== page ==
Come Halloween, costumed witches and goblins won't be haunting Bethel Baptist Church in Ellicott City -- the Rev. Bruce A. Romoser says they're not welcome.
Instead, he wants children to dress as shepherds, angels and other biblical figures as part of an alternative, Christian-themed event known as "Hallelujah Night."
"We don't want them to come as witches . . . Frankenstein . . . no kinds of evil costumes," said Mr. Romoser, who is concerned about what he sees as the emphasis on evil in some more traditional Halloween observances.
Halloween falls on Oct. 31, the day before All Saints' Day in the Christian tradition, and now is a holiday of pranks and trick or treating.
But the roots of the celebration lie in an ancient Celtic festival marking the new year and welcoming the spirits of the dead.
This year, Mr. Romoser decided that Bethel should take part in the Hallelujah Night event, which was begun 10 years ago by the Rev. Willie George of Tulsa, Okla.
Bethel is one of 180 churches in the Baltimore-Washington area that paid $29.95 each for a director's guide to Hallelujah Night, said Kim Terrell, marketing director for Willie George Ministries.
Over the years, he said, more than 1 million Americans have participated in Hallelujah Night.
"Our idea is to show [children] fun that's healthy, rather than fun that can lead to evil," Mr. Romoser said. "The devil doesn't have to have all the fun time."
Bethel's Hallelujah Night, the first for the 200-member church, will begin at 6 p.m. Sunday at the church, 4261 Montgomery Road, and will feature treats and a costume contest.
Adults are asked to wear western-theme costumes to coincide with a Wild West videotape. Children are asked to wear costumes with biblical themes, though they also will be allowed to dress in clown suits or other costumes that convey what is called a positive image.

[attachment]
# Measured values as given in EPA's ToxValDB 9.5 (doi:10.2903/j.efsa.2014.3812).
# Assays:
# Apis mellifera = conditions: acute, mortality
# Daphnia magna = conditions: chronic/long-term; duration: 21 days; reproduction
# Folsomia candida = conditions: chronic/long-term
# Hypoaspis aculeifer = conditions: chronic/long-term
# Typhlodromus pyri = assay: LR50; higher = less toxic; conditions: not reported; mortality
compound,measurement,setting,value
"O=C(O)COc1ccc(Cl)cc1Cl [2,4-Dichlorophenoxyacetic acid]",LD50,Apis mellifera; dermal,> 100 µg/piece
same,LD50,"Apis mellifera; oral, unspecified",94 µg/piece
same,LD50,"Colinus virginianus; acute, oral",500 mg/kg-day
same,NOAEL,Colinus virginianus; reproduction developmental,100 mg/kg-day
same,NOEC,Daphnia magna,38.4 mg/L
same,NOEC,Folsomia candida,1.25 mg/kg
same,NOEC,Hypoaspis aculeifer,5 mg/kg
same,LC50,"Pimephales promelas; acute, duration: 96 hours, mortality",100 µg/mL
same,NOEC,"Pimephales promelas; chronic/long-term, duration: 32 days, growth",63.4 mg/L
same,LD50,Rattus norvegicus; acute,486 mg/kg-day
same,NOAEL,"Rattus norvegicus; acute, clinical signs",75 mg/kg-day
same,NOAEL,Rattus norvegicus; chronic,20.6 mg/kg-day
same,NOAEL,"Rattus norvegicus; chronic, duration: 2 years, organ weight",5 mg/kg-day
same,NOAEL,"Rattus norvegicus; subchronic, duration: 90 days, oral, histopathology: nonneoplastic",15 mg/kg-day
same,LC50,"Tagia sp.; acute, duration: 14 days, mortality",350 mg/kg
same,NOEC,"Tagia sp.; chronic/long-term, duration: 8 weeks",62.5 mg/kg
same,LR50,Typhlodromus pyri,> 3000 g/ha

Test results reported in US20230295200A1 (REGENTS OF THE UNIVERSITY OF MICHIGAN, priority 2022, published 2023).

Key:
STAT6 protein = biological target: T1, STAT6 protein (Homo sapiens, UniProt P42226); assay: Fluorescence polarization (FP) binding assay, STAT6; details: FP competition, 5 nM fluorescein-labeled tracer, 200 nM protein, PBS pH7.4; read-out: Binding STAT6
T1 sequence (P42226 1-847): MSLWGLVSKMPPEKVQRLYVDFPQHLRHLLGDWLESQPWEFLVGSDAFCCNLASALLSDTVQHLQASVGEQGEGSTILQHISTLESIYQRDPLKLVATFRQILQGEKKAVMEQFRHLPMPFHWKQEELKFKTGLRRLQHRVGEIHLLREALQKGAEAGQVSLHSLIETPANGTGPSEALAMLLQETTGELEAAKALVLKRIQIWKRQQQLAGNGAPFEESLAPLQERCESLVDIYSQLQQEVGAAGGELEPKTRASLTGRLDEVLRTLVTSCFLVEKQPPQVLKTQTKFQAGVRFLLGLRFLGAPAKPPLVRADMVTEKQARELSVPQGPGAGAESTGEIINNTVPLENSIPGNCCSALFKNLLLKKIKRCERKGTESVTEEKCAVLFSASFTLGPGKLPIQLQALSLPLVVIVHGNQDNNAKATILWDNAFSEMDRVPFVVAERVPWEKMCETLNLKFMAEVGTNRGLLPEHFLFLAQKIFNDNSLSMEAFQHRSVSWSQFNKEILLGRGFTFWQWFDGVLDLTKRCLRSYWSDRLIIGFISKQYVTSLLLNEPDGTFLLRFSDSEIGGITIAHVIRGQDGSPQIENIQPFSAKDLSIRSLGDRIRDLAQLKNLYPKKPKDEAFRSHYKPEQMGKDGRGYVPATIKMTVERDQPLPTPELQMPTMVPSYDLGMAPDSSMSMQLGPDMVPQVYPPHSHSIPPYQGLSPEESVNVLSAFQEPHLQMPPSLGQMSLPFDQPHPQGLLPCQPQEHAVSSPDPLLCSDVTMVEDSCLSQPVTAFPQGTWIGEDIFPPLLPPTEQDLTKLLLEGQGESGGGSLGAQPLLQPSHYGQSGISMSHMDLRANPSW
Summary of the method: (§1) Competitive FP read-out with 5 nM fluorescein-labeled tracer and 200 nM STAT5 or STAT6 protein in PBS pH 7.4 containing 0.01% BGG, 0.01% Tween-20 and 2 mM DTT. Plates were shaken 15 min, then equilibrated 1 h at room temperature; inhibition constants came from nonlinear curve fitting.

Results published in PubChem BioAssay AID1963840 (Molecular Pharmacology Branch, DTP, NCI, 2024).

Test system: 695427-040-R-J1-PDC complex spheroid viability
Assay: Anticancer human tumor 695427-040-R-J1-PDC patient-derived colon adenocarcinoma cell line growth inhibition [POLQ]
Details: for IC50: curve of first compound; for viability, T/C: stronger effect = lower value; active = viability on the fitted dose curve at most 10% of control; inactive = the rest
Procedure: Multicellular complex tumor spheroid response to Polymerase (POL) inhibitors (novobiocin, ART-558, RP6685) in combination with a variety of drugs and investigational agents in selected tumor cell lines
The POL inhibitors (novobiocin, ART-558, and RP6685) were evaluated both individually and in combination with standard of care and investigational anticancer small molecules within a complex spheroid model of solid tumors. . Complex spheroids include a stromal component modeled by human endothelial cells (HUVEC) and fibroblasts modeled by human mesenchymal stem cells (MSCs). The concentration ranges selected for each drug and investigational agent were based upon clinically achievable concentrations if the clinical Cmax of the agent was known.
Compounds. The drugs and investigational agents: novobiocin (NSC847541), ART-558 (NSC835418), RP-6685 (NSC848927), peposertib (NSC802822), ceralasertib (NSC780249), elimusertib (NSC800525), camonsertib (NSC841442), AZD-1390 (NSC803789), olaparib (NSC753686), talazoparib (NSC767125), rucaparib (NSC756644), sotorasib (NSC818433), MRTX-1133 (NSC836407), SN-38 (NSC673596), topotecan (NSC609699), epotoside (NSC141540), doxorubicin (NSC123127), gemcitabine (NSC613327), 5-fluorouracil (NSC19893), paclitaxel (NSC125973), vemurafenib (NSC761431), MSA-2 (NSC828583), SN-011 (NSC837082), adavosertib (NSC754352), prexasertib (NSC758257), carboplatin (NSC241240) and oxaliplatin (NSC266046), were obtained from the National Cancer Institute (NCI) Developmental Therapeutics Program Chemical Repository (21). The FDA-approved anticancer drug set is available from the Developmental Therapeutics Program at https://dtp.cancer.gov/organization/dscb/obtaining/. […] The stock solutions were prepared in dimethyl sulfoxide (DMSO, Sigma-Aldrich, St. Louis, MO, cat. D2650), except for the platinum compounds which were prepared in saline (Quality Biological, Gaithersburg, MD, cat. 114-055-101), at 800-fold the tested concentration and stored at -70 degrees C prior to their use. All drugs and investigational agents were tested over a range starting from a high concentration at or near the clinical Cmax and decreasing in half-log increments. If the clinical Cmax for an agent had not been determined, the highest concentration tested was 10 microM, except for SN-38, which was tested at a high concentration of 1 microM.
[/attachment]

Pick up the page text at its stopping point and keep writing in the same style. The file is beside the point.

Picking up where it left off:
As Bethel offers its alternative to Halloween, other county churches plan haunted houses and more typical Halloween parties. Ministers at those churches view the traditional Halloween events as innocuous fun.
"I personally don't see Halloween as being an evil thing," said the Rev. Sidney Venable, pastor of Mount Hebron Presbyterian Church in Ellicott City. "Certainly, I don't agree with some of the pranks."
He recalled that when he lived in Tennessee, vandals sometimes burned barns on Halloween night, which he called "deplorable."
Stephen P. Bryant, pastor at Emory United Methodist Church, said he, too, sees nothing wrong with harmless traditional Halloween events.
"It takes all the fears out of goblins, and we make fun of them," he said. That in itself is a strong statement of Christianity, he said, showing that "we have nothing to fear but God."
Mr. Bryant said he does not oppose alternative celebrations but that people need to remember Halloween itself is merely the lead-in to a religious holiday honoring the saints.
"Yeah, there are critics on both sides," said Mr. Terrell of Willie George Ministries, "but the Bible is real clear about what you pay attention to and what you pour your life into."
Halloween, in his view, is essentially a celebration of the devil, rather than a celebration of the Lord.
"Instead of discouraging kids from celebrating Halloween, we encourage kids to celebrate Jesus in church," Mr. Terrell said.
Mr. Romoser said he is aware that critics might say he is taking Halloween too seriously, but he warned that "evil is very serious."
Even the seemingly innocent custom of trick or treating could pose moral problems, he said.
"Trick or treat says, 'If you don't treat me, I'll trick you,' " Mr. Romoser said. Children "need to learn how to be blessed and not cursed," he said.
Some adult Bethel members might reject the Halloween alternative, he said, and let their children wear traditional costumes and go trick or treating.
But he added, "There's got to be families out there who want alternatives and don't want to say, 'You can't dress up and can't go out because it's the devil's night out.' "
Vickie Linehan, of Ellicott City is one such parent.
She doesn't oppose trick or treating but likes the Halloween alternative because it changes the emphasis from what she views as the evil usually associated with Halloween.
"Quite frankly, in our house I don't want to give Satan the room," the Bethel Baptist member said. Instead, her three children will dress as a cowboy, a ballerina and Robin Hood on Halloween.